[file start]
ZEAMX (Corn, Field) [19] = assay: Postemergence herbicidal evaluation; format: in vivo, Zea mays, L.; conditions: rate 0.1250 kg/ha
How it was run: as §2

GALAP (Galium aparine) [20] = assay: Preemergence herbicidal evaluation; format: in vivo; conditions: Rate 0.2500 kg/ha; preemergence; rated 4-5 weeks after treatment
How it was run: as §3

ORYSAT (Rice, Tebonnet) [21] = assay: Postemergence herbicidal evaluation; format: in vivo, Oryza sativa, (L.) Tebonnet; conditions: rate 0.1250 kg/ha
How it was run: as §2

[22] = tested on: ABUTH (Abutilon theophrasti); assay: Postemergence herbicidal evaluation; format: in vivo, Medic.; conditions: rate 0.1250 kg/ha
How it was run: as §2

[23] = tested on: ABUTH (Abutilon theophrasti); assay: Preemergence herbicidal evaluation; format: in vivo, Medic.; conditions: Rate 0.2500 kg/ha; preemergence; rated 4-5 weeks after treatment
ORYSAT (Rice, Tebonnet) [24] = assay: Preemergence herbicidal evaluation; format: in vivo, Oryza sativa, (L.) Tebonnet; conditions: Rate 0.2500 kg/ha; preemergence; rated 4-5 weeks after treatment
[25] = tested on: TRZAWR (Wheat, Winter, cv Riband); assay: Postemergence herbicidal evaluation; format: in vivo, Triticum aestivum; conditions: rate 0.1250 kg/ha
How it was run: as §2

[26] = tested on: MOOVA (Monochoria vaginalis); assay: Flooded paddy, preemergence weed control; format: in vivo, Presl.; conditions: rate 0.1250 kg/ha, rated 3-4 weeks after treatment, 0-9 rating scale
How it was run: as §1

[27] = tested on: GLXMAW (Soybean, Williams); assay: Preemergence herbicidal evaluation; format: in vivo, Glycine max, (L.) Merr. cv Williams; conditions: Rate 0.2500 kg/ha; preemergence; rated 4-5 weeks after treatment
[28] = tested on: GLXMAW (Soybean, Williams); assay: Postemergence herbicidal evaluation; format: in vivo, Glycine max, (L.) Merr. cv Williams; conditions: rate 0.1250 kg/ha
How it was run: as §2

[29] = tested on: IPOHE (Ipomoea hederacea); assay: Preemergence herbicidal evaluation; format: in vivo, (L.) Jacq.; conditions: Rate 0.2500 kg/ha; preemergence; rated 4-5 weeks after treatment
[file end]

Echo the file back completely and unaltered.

ZEAMX (Corn, Field) [19] = assay: Postemergence herbicidal evaluation; format: in vivo, Zea mays, L.; conditions: rate 0.1250 kg/ha
How it was run: as §2

GALAP (Galium aparine) [20] = assay: Preemergence herbicidal evaluation; format: in vivo; conditions: Rate 0.2500 kg/ha; preemergence; rated 4-5 weeks after treatment
How it was run: as §3

ORYSAT (Rice, Tebonnet) [21] = assay: Postemergence herbicidal evaluation; format: in vivo, Oryza sativa, (L.) Tebonnet; conditions: rate 0.1250 kg/ha
How it was run: as §2

[22] = tested on: ABUTH (Abutilon theophrasti); assay: Postemergence herbicidal evaluation; format: in vivo, Medic.; conditions: rate 0.1250 kg/ha
How it was run: as §2

[23] = tested on: ABUTH (Abutilon theophrasti); assay: Preemergence herbicidal evaluation; format: in vivo, Medic.; conditions: Rate 0.2500 kg/ha; preemergence; rated 4-5 weeks after treatment
ORYSAT (Rice, Tebonnet) [24] = assay: Preemergence herbicidal evaluation; format: in vivo, Oryza sativa, (L.) Tebonnet; conditions: Rate 0.2500 kg/ha; preemergence; rated 4-5 weeks after treatment
[25] = tested on: TRZAWR (Wheat, Winter, cv Riband); assay: Postemergence herbicidal evaluation; format: in vivo, Triticum aestivum; conditions: rate 0.1250 kg/ha
How it was run: as §2

[26] = tested on: MOOVA (Monochoria vaginalis); assay: Flooded paddy, preemergence weed control; format: in vivo, Presl.; conditions: rate 0.1250 kg/ha, rated 3-4 weeks after treatment, 0-9 rating scale
How it was run: as §1

[27] = tested on: GLXMAW (Soybean, Williams); assay: Preemergence herbicidal evaluation; format: in vivo, Glycine max, (L.) Merr. cv Williams; conditions: Rate 0.2500 kg/ha; preemergence; rated 4-5 weeks after treatment
[28] = tested on: GLXMAW (Soybean, Williams); assay: Postemergence herbicidal evaluation; format: in vivo, Glycine max, (L.) Merr. cv Williams; conditions: rate 0.1250 kg/ha
How it was run: as §2

[29] = tested on: IPOHE (Ipomoea hederacea); assay: Preemergence herbicidal evaluation; format: in vivo, (L.) Jacq.; conditions: Rate 0.2500 kg/ha; preemergence; rated 4-5 weeks after treatment